If you follow me on Twitter, then you probably saw my shock and awe at seeing Roger Sterling in Blackface on last night’s episode of Mad Men. Wat? Blackface? In the 60s? I was in disbelief. In my last post I talked about my frustrations with the lack of race commentary on the show.  Wasn’t sure if it was a good thing or a bad thing but I now think that we will see more commentary on race and white privilege in this season than we ever have before on the show.

From Basket of Kisses:

Matt Weiner has been criticized often enough for not quite getting there about race. We have, on this site, discussed “Magical Negroes” in Mad Men, and the Sheila storyline ended up fizzling in an unsatisfying way.

So now that he’s decided to address it, it’s not just a scene or an incident, no, it’s Matt, so it’s a holistic embrace of everything privilege; the privilege of race, of gender, of age, of money, of social class, and of how all of those things intersect.

Surely the most privileged person on the show is Roger Sterling; even more so than YodaBert, because Roger was born with his silver spoon. Roger is so incredibly privileged that he can parade an embarrassingly young wife and make a lot of powerful people treat her politely, and do it, nauseatingly, in blackface to boot. Blackface! (And don’t even try to say “sign of the times;” privileged people still do this). Roger can make people swallow any kind of bad behavior, because he’s got the money, class privilege, and power.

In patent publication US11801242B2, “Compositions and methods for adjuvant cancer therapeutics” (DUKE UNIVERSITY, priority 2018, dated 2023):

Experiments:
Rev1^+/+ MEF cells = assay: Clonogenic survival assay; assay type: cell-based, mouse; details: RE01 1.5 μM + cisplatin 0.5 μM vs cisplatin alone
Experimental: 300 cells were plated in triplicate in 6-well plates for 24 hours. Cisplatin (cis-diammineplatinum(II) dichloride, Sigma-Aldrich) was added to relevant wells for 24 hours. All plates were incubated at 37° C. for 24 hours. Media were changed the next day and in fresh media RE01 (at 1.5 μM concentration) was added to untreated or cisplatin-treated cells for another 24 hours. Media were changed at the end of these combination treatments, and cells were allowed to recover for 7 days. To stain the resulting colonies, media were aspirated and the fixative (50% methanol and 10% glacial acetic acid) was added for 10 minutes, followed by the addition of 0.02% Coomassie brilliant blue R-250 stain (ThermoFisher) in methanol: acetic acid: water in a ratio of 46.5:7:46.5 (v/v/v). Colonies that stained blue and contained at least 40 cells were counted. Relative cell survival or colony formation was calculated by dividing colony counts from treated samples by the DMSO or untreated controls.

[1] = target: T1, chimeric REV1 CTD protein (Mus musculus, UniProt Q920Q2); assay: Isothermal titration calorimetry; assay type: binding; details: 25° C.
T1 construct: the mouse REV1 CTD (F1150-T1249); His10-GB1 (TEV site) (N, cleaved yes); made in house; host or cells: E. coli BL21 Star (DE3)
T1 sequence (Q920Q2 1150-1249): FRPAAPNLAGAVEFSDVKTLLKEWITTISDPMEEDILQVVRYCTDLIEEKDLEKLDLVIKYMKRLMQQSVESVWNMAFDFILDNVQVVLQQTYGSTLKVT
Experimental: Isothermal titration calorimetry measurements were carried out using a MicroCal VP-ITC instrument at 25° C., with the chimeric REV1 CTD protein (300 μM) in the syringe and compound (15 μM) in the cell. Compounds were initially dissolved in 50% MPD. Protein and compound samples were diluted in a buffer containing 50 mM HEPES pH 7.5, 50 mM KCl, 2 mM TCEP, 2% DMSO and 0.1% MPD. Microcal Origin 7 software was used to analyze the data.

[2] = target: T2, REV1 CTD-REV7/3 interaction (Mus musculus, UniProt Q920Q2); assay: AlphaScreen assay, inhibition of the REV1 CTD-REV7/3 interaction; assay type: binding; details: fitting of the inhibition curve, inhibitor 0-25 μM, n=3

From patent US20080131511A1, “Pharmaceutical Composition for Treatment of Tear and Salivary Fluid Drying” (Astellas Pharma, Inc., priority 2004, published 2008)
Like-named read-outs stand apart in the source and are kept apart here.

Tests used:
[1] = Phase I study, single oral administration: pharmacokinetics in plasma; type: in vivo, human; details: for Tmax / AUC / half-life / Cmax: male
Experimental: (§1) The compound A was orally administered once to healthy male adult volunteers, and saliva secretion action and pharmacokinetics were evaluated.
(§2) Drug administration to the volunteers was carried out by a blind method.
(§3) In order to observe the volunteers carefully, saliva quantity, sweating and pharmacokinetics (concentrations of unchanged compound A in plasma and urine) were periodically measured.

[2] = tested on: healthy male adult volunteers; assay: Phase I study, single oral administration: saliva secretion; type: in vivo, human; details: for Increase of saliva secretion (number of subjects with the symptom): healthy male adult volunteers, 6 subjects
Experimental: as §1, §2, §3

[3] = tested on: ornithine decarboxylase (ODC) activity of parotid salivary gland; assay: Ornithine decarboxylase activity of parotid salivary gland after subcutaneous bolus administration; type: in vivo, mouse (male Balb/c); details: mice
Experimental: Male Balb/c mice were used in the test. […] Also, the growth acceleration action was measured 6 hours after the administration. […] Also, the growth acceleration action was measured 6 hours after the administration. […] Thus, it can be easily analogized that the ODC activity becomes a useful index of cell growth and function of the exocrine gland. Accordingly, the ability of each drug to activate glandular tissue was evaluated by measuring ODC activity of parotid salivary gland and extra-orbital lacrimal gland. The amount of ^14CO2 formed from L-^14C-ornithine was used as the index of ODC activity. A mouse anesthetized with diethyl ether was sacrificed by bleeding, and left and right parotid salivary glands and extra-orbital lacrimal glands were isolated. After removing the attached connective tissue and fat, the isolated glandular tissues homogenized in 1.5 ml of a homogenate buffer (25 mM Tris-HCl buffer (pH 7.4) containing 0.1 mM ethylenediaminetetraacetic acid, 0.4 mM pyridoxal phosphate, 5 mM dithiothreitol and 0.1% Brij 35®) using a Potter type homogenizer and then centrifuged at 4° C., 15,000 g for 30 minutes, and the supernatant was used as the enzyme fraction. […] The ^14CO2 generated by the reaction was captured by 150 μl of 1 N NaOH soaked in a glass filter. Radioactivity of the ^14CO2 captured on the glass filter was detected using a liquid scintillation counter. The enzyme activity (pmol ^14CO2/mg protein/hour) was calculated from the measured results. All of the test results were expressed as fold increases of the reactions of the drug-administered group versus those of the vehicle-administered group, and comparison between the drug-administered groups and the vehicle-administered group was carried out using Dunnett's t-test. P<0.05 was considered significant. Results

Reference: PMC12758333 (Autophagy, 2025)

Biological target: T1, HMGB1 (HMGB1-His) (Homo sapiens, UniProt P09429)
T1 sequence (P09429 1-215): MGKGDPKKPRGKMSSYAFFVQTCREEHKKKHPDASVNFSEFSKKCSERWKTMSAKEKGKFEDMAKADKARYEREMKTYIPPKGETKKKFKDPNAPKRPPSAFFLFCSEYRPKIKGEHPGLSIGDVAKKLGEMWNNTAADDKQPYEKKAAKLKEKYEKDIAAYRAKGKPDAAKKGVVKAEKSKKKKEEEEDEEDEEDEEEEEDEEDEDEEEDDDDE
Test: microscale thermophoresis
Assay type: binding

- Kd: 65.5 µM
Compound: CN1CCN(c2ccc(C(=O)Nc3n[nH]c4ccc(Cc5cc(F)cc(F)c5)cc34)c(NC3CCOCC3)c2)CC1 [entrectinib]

I certainly think Roger in blackface was a symbol of his level of privilege. On another note, I loved seeing the tension between Betty’s father and Carla–of course he accused Carla of taking the money without actually saying, “that n*gger stole my money.” And then when he got her name wrong? “We don’t all know each other, you know”…..a woman after my own heart as I’ve retorted with that in my travels.

Damn…the Black blogosphere might go nuts over this one.

So…what did you all think about Roger in Blackface? Did we like it? Was it a sign of the times? Do we hate him more?

And isn’t Joan’s husband just a complete loser (and a rapist)?